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Commercial litigation funding is still relatively new for divorce and family law. One or two of the first widely advertised schemes seemed to become popular rather quickly. They were seen as good for cashflow. However, certain funders looked to the lawyers to pay back the debt if the client defaulted. A few practitioners got their fingers burned as a result.
A new wave of lenders came along with slick, reassuring profiles. This time, thankfully, the lawyer was not the underwriter of the debt, simply a recipient of well-marketed munificence. The model was simple. The lender obtained the money at x% and loaned it at a rather higher interest rate.
The wife's funding in Young
Earlier this month divorce litigation funders must have stopped in their tracks when the judgment in Young v Young  EWHC 3637 (Fam) was handed down. Moor J stated that a number of different lenders had paid for her previous advisers. (Her trial lawyers were representing her on the basis that they would only get paid if she received a significant lump sum from the husband.)
Moor J spelled out the extent of the wife’s borrowing. He said, ‘I accept entirely that a litigant who has no assets and cannot obtain legal aid is in a very difficult position in funding very complex litigation. In one sense, the Wife did amazingly well to be able to obtain as much litigation funding as she did, given that she had no security to offer.’
Moor J referred to the amounts spent as ‘truly eye watering’. The wife had three separate arrangements, he said: ‘The first was with an organisation called Harbour who provided her with funding of £400,000. The arrangement was terminated on 4th December 2009. She then obtained funding from Bracewell Law who provided £1,000,000 before terminating the arrangement in July 2012. Finally, she reached an agreement with ASCL and others. Pursuant to this arrangement, the sum of £2,733,712 was advanced, which included a loan of £626,000 from Ideas Workshop.’
All in, the wife had apparently been able to spend around £6.5 million, £4m of which was litigation funding which ran out long before trial. The judge criticised this: ‘It cannot be right that all the litigation funding is spent long before the final hearing, which is, on any view, the most important part of the entire litigation exercise.’
The wife had paid £500,000 to a firm of forensic accountants, which was pursuing her for a further £300,000: ‘Maximum figures need to be placed on the disbursements incurred”, said Moor J. He went on to issue a stern warning, “If the solicitors and clients are not willing or able to do so, the court will have to impose limits. Without such restraints, litigation funders will be put off supporting these cases for ever.’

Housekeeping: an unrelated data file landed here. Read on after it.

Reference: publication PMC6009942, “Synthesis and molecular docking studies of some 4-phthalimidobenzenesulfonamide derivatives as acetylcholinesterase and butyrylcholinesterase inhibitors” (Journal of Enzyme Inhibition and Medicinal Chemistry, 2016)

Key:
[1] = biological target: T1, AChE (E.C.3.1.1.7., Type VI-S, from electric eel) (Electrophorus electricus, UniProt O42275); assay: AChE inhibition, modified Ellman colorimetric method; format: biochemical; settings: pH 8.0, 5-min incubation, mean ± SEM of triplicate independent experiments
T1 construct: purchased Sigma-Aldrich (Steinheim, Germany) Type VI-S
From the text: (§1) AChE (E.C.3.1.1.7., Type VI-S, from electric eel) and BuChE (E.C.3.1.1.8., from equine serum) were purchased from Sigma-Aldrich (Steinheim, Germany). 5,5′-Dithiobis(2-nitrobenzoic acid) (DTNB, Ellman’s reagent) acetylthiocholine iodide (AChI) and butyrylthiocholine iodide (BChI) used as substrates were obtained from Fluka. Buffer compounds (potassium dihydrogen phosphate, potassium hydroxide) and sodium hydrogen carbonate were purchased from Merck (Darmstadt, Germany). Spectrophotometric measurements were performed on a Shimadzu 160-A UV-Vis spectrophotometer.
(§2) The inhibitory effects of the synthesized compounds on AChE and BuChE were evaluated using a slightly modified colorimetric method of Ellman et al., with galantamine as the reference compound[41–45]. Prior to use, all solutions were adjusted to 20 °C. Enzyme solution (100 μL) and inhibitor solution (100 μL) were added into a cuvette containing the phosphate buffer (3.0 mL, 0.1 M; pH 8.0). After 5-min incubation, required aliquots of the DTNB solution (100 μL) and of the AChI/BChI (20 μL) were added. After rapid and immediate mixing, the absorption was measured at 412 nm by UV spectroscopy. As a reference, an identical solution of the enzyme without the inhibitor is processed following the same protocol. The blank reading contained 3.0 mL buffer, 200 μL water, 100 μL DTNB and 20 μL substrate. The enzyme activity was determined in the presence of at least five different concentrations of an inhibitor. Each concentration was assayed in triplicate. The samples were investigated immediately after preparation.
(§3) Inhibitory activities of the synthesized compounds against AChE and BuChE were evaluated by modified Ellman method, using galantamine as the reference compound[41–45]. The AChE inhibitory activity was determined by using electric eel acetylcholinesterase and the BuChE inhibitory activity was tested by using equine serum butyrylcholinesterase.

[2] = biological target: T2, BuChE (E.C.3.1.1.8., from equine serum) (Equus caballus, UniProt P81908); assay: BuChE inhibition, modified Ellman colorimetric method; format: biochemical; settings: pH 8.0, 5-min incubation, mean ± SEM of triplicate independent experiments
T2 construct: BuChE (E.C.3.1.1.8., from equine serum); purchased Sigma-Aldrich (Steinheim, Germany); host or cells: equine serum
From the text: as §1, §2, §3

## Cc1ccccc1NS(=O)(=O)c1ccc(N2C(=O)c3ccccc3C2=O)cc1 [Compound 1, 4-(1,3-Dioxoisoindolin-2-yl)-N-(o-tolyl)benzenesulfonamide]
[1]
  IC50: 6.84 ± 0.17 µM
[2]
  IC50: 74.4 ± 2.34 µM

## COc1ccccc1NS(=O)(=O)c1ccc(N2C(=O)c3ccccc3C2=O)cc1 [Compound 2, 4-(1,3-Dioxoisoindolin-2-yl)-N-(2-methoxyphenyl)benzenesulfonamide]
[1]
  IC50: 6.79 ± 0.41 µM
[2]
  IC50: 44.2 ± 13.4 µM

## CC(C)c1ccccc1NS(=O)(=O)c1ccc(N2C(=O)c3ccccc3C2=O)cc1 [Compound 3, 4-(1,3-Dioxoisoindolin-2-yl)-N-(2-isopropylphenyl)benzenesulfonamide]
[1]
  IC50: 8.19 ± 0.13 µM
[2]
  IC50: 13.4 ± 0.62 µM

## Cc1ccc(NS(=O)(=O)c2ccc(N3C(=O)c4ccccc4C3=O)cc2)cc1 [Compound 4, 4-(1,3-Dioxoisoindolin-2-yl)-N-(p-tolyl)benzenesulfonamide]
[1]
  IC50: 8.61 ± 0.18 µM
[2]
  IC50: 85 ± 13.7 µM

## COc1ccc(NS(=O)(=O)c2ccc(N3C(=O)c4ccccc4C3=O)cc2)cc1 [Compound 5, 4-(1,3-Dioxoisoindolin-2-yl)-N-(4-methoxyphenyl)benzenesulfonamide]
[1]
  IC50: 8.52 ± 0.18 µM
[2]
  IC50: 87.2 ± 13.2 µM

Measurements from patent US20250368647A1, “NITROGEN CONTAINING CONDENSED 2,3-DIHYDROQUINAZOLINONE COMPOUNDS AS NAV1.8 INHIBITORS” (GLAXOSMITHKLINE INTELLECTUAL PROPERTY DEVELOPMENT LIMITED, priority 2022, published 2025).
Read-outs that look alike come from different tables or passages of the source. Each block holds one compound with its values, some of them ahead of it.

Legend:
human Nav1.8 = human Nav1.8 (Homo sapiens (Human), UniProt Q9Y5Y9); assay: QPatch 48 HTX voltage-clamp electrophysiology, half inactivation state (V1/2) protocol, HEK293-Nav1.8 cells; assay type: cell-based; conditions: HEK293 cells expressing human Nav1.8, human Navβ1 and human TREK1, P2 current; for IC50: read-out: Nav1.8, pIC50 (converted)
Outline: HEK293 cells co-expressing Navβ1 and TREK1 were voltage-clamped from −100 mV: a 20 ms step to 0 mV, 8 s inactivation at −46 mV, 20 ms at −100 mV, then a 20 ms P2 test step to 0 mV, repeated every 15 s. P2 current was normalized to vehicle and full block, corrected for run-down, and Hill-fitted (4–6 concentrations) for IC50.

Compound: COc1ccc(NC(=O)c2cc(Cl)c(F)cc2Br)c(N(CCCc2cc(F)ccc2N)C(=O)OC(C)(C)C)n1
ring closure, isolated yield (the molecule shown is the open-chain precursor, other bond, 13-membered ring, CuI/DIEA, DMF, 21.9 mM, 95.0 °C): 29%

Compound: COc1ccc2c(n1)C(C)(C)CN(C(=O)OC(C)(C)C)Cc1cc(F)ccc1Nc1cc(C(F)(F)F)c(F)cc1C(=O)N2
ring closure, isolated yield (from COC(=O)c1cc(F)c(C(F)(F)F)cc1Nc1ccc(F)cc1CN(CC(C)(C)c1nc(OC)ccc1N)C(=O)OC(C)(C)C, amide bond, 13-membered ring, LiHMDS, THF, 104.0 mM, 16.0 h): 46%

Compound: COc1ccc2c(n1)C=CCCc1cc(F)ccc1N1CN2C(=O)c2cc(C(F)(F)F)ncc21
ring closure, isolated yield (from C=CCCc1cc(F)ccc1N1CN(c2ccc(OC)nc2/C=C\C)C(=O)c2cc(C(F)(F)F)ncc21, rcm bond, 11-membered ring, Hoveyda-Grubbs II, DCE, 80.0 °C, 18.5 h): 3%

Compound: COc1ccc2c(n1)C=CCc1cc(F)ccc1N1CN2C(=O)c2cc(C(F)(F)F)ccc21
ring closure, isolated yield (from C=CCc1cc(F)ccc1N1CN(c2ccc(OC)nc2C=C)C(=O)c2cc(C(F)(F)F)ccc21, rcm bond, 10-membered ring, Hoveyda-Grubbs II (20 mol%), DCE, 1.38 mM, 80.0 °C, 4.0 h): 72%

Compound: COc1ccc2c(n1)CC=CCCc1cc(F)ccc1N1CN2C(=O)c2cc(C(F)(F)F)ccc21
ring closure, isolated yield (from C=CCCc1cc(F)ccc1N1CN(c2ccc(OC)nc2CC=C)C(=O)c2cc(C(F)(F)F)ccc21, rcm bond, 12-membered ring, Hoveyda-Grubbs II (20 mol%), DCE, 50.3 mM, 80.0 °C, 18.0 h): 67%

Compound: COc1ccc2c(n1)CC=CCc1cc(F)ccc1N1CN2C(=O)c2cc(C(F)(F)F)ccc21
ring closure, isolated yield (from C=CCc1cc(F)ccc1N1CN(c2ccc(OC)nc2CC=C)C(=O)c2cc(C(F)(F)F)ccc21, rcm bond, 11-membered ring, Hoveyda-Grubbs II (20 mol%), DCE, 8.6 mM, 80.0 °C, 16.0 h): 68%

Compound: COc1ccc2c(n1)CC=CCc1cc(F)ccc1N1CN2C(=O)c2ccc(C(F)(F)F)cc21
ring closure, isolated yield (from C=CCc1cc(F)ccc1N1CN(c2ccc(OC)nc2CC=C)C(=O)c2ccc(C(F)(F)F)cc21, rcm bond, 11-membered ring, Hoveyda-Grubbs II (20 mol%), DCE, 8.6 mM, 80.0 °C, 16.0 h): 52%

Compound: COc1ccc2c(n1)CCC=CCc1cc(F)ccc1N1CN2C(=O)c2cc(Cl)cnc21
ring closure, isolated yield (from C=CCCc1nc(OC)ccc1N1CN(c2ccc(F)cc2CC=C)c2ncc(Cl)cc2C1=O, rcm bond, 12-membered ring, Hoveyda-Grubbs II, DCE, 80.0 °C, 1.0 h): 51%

I have not yet spoken to any such funders since the judgment. Surely, though Moor J is right.
Some time ago I wrote a presentation for a financial institution that was thinking of offering divorce loans. It soon became apparent that they needed a basic understanding of financial relief on divorce, not to mention an appreciation of how long litigation could take to resolve. Ultimately, the institution decided against offering such a scheme, presumably because it was too risky. Several years on, the Young decision has truly highlighted such risk issues.
Do terms of litigation funding agreements limit the level of disbursements? Not the ones I have read. A lesson might be learned from the public funding system where one had to seek and obtain prior authority before one could incur disbursements over a certain amount. Without the required authority, the expenditure would not be met.
All this ignores the bigger concern for lenders and lawyers alike here. How is the wife going to get her £20m lump sum? Moor J said, ‘I realise that the Wife will have difficulties in enforcing my order’. Given that it took the wife 65 hearings to get to this point, not to mention the husband’s committal to prison for six months at an earlier stage by the very same trial judge, this might prove to be something of an understatement.
One very much hopes, like the judge, that the husband will take the view that he is better off paying the lumps sum so that he can then concentrate on rebuilding his life. If the husband chooses not to, quite how will the wife fund any enforcement proceedings? Would any divorce loan provider spring to her aid?
Moor J made it quite clear that he did not want to say anything that would make it more difficult for litigants to obtain divorce loans in the future. By describing the startling background to this case, one hopes that, instead, lessons can be learned which will ensure that commercial arrangements remain appropriately available to clients who truly need funding.
Tony Roe is a solicitor and family law arbitrator at Tony Roe Solicitors, Berkshire
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